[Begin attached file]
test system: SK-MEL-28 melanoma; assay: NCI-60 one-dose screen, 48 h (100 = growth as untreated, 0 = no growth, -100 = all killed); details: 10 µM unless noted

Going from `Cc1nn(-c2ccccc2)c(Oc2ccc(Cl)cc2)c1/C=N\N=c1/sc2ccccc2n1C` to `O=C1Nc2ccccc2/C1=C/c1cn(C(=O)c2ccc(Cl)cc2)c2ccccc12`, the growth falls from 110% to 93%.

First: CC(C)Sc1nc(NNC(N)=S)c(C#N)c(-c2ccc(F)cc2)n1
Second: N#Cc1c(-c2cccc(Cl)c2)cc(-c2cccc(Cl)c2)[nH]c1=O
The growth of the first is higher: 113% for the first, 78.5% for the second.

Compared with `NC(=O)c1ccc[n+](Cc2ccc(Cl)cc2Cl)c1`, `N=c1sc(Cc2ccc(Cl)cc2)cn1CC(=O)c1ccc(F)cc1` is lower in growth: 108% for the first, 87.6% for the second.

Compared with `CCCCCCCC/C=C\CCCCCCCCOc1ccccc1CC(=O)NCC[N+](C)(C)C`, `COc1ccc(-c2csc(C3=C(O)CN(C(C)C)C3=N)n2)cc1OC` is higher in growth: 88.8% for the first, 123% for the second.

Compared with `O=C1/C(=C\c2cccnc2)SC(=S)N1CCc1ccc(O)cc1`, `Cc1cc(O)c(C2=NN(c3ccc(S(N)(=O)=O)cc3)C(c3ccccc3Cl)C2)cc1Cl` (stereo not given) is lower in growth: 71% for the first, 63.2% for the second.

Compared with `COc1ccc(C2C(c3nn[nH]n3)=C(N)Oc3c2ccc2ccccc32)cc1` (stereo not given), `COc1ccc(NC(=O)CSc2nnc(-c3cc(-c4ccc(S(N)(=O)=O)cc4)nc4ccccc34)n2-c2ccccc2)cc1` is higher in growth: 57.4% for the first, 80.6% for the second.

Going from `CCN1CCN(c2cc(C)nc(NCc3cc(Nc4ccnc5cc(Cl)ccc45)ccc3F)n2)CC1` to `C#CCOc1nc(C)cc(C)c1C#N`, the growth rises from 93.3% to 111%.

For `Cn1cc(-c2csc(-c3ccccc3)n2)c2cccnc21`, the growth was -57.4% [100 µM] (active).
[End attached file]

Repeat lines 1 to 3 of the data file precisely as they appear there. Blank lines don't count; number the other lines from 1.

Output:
test system: SK-MEL-28 melanoma; assay: NCI-60 one-dose screen, 48 h (100 = growth as untreated, 0 = no growth, -100 = all killed); details: 10 µM unless noted

Going from `Cc1nn(-c2ccccc2)c(Oc2ccc(Cl)cc2)c1/C=N\N=c1/sc2ccccc2n1C` to `O=C1Nc2ccccc2/C1=C/c1cn(C(=O)c2ccc(Cl)cc2)c2ccccc12`, the growth falls from 110% to 93%.

First: CC(C)Sc1nc(NNC(N)=S)c(C#N)c(-c2ccc(F)cc2)n1